He has a hyphema but also the fundus appears below. What is the white patch?
Our patient had Berlin’s edema of the eye. This whitish patch is caused by shock waves traversing the eye from the site of impact after blunt trauma. It was first described by Berlin in 1873. It occurs hours after injury and it thought to be caused by extracellular edema . A cherry-red spot may also appear on the fovea because cells involved with the whitening are not present in the fovea. Visual acuity may decrease to 20/200 but usually resolves in 3-4 weeks.
traumatic lens dislocation
An estimated 30% of eye injuries presenting to the ED will have Berlin’s edema. Blunt trauma to the eye also may result in hyphema, lens dislocation, vitreous hemorrhage, retinal breaks and detachment, and early and late glaucoma. Macrophages filled with hemoglobin or degenerated erythrocytes raise the intraocular pressure by obstructing the trabecular meshwork after a vitreous hemorrhage. The increase in ocular pressure can occur immediately after an eye injury or years later. Two peaks of glaucoma have been reported , less than one year and greater than 10 years after trauma. 3.4% of patients with eye injuries develop glaucoma.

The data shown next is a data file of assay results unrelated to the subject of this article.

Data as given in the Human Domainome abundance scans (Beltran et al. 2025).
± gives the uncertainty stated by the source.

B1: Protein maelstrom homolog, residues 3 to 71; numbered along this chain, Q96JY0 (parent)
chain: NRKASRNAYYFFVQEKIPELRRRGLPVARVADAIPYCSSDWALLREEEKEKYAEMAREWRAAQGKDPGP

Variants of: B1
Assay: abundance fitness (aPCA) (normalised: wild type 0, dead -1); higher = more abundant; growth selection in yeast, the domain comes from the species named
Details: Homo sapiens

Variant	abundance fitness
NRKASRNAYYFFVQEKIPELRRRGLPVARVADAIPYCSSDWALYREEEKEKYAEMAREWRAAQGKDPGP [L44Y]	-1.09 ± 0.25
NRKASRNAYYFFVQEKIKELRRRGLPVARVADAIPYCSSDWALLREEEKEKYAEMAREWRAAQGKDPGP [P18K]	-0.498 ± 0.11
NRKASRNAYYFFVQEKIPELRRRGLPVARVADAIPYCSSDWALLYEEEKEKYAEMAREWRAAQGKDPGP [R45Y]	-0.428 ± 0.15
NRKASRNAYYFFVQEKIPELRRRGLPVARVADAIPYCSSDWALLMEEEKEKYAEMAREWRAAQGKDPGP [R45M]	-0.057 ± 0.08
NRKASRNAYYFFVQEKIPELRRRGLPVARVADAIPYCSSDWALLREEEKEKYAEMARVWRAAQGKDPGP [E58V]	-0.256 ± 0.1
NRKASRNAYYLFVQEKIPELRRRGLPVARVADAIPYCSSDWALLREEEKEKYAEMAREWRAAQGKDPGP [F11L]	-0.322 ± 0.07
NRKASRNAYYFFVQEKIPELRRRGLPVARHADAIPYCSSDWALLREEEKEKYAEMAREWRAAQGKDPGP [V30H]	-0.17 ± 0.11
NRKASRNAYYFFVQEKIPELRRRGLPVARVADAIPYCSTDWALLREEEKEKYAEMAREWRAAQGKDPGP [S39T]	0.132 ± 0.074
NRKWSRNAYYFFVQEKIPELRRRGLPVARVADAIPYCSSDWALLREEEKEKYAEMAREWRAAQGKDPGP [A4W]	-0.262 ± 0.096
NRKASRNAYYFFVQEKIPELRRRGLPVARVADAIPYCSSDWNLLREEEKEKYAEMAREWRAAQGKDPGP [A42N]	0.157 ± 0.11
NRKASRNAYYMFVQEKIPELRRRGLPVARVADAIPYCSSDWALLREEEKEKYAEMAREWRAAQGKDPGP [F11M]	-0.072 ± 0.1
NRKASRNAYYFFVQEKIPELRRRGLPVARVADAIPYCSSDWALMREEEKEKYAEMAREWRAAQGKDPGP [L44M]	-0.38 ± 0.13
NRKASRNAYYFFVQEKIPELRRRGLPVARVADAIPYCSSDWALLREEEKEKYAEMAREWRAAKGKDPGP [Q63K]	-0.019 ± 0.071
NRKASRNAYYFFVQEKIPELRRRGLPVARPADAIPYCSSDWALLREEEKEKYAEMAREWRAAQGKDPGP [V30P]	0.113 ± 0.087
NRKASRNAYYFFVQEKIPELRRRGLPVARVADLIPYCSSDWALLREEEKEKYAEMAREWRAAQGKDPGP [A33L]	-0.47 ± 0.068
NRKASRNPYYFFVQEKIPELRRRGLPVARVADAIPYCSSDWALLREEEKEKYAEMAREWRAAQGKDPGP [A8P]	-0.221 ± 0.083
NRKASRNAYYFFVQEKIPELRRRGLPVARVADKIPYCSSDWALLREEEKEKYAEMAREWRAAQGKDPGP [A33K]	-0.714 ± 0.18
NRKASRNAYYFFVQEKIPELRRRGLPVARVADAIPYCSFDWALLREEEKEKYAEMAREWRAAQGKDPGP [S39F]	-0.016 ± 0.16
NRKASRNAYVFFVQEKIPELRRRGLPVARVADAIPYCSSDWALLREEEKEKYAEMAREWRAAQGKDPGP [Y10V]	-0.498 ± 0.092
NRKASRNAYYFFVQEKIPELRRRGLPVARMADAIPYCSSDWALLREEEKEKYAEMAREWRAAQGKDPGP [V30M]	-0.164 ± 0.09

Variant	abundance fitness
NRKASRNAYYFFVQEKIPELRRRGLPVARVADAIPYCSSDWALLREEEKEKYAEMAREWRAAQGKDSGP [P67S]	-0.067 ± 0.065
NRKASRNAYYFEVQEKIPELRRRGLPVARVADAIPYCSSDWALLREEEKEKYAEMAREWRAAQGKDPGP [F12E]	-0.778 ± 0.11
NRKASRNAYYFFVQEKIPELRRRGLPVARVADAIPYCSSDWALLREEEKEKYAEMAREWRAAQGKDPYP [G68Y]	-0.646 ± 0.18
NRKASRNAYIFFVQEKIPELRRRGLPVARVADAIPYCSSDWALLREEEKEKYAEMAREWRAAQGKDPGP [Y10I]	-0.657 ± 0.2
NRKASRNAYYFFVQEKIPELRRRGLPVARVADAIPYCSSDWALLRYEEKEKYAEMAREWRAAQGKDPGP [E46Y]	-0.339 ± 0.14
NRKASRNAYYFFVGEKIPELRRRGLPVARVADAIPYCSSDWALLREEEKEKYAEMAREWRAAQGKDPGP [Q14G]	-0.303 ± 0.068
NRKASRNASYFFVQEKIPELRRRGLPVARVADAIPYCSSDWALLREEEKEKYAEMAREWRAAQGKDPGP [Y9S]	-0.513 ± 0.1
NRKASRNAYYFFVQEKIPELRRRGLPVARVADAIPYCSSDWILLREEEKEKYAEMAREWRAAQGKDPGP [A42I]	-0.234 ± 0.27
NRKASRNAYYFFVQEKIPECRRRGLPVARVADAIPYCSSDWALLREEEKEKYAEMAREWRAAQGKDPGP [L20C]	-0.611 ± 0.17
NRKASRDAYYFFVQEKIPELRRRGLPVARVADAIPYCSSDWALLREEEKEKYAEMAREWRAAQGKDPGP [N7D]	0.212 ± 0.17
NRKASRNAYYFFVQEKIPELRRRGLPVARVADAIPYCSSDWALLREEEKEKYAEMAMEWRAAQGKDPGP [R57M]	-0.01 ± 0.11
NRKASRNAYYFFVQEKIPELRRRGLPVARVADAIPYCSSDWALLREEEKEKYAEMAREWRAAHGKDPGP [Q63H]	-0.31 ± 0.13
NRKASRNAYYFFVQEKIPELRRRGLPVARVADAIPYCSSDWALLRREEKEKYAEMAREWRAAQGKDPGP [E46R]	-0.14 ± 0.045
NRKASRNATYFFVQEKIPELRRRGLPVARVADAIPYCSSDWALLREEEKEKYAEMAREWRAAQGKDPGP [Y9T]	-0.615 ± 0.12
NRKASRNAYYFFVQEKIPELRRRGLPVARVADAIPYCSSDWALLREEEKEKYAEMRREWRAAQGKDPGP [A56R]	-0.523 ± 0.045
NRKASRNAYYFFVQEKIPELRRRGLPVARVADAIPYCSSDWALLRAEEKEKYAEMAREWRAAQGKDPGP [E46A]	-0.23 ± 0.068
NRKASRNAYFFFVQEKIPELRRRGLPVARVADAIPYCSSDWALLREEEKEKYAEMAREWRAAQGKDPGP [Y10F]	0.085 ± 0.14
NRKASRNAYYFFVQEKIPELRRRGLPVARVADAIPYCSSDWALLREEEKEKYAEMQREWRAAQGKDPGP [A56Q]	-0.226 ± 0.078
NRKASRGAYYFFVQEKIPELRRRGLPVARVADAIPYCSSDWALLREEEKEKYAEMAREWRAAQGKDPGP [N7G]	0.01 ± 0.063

Our patient had both Berlin’s edema and a visible traumatic hyphema. He had normal eye pressure. He was treated with cyclopentolate 1% and prednisolone 1%. His vision gradually improved.
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